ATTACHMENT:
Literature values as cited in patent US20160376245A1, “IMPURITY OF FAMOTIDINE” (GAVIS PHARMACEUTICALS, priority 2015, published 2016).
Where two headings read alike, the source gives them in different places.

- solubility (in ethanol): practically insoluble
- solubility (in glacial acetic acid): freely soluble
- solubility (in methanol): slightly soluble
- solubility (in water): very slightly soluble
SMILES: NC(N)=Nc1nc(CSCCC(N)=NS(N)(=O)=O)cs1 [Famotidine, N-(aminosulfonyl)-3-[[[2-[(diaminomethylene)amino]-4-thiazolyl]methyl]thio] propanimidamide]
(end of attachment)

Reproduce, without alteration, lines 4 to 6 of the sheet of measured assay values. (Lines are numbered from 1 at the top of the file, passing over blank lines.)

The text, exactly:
- solubility (in glacial acetic acid): freely soluble
- solubility (in methanol): slightly soluble
- solubility (in water): very slightly soluble